America forced Tokyo to give up Kuril Islands, yet now it labels its Russian residents as Japanese, ex-diplomat tells RT

The US’ decision to label residents of the disputed Kuril Islands as Japanese is a “very strange and irregular” move, former Australian diplomat Gregory Clark has told RT, adding it shows “rampant revisionism” on the US’ part.

The bizarre move by US officials first caught the eye of Japanese media last week. It transpired that Russian citizens born on the islands of Habomai, Shikotan, Kunashir, and Iturup were considered Japanese by the US immigration authorities for the purpose of drawing green cards.

The sneaky designation sparked an angry reaction in Moscow, with Russian diplomats stressing that the country’s sovereignty over the four islands is not the subject of any dispute.

“Do you need more proof that the US is a revisionist power?” Russia’s Foreign Ministry said in a statement. “In 1945, the Kuril Islands were transferred to the Soviet Union. But today the State Department is seeking to reopen the settlement of the Second World War and encouraging territorial revanchism.”

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Such a designation certainly amounts to “rampant revisionism” and meddling in affairs between Moscow and Tokyo, believes former Australian diplomat Gregory Clark, a specialist in international relations and security.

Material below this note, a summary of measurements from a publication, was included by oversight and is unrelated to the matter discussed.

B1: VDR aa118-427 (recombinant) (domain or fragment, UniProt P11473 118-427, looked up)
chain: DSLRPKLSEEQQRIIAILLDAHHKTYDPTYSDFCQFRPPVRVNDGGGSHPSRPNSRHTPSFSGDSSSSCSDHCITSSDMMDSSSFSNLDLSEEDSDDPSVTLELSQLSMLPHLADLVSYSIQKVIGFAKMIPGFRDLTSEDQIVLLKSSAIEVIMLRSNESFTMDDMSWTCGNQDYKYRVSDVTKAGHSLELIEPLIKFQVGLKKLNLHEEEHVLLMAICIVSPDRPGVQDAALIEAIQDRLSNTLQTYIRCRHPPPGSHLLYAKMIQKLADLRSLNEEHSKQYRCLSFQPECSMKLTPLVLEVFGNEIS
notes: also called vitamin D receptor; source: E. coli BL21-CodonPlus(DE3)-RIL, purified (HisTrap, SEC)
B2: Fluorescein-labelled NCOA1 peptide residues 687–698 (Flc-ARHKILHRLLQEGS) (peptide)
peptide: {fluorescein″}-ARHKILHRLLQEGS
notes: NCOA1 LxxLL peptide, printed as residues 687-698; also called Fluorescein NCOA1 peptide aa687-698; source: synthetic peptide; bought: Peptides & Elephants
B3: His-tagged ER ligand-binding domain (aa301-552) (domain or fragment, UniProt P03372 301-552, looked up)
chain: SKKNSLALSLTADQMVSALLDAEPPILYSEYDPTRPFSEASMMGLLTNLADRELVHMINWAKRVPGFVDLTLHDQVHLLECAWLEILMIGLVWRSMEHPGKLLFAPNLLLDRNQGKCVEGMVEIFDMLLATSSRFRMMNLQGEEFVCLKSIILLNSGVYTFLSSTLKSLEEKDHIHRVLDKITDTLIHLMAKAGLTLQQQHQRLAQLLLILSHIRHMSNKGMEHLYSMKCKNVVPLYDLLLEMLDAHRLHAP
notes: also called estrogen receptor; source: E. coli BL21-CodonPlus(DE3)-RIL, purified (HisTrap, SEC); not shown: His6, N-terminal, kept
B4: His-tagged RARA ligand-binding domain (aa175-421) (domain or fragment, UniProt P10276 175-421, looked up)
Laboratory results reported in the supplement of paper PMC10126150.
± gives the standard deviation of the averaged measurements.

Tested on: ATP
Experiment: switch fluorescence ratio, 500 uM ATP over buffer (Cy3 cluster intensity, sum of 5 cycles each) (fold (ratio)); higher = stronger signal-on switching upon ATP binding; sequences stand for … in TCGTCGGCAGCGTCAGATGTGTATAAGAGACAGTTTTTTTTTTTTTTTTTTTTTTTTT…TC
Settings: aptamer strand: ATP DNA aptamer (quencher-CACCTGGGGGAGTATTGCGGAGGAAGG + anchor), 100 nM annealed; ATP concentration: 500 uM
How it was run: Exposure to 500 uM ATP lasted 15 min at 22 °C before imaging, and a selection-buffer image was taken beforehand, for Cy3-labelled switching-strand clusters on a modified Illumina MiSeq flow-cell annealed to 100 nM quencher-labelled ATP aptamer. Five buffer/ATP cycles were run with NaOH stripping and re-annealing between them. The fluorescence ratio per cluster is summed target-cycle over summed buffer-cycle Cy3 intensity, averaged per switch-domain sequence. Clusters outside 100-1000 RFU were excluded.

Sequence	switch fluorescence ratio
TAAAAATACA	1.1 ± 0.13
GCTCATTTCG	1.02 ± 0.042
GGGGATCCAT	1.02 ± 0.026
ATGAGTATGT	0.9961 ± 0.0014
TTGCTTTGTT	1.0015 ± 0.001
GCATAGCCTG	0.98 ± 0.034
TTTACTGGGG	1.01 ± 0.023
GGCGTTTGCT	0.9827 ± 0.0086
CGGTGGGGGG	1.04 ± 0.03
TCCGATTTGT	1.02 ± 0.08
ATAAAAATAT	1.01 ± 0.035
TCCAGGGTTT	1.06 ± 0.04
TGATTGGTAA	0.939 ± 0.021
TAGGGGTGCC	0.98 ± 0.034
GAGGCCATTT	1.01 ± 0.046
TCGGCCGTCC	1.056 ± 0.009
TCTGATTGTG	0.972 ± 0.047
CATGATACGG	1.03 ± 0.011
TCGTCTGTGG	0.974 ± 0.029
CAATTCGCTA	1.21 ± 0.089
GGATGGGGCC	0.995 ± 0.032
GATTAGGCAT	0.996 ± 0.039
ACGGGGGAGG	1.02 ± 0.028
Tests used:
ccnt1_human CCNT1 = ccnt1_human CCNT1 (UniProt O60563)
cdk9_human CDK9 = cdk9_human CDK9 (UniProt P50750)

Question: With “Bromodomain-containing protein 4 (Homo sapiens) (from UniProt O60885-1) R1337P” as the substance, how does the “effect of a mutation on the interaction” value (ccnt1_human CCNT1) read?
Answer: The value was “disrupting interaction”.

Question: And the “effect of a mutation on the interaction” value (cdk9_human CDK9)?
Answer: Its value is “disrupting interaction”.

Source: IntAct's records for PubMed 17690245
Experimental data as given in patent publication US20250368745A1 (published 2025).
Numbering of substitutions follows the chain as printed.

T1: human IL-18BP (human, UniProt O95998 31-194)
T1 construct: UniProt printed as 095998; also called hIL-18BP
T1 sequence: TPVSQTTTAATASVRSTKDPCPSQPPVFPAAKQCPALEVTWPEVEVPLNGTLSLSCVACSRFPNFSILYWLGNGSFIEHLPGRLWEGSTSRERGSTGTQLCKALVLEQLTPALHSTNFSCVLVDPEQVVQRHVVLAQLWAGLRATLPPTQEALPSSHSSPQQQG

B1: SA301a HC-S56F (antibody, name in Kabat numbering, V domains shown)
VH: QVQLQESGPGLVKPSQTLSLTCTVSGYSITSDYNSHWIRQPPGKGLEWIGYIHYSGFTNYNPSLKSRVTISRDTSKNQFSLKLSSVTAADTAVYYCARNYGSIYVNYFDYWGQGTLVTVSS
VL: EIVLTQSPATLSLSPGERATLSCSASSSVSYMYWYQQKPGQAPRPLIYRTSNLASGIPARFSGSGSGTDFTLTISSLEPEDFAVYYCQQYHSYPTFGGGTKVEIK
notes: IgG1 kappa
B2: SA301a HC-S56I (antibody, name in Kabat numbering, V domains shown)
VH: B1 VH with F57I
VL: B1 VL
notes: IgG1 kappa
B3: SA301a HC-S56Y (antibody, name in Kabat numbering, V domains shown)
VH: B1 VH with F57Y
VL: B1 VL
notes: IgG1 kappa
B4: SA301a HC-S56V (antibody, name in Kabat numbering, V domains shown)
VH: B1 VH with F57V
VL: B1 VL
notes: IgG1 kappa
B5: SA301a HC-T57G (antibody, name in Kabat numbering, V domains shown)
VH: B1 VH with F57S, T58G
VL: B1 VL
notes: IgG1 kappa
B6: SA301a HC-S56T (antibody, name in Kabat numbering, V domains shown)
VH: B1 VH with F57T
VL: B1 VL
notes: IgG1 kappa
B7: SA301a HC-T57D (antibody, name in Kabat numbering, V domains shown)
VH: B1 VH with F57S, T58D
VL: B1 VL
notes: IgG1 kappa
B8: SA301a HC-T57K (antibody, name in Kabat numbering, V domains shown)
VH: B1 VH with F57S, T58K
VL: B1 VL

It’s rampant revisionism, because what happened in 1951 is very interesting. At the time, Japanese Prime Minister Yoshida Shigeru tried very hard to get America to agree that they should not have to give up all the islands, that they should be allowed to retain some of them – in particular, ones that are now being disputed. And America quite clearly said, no, there could be no re-negotiation.

Moreover, it looks like a “very irregular, very strange” move on Washington’s part, given its own role in the secession of the disputed islands from Japan in the aftermath of World War II.

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“It was America who forced Japan to give up these islands in the peace treaty with Japan in 1951,” Clark told RT, adding that the loss of the islands by Tokyo received wide international recognition – regardless of the bilateral Russia-Japan relations. The two nations still lack a proper peace treaty.

“It was not just America, but 50 other countries… who all agreed in 1951, in the San Francisco peace treaty, that Japan would give up all right and claim to the Kuril Islands. Absolutely no ambiguity.”

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Source:RT World News

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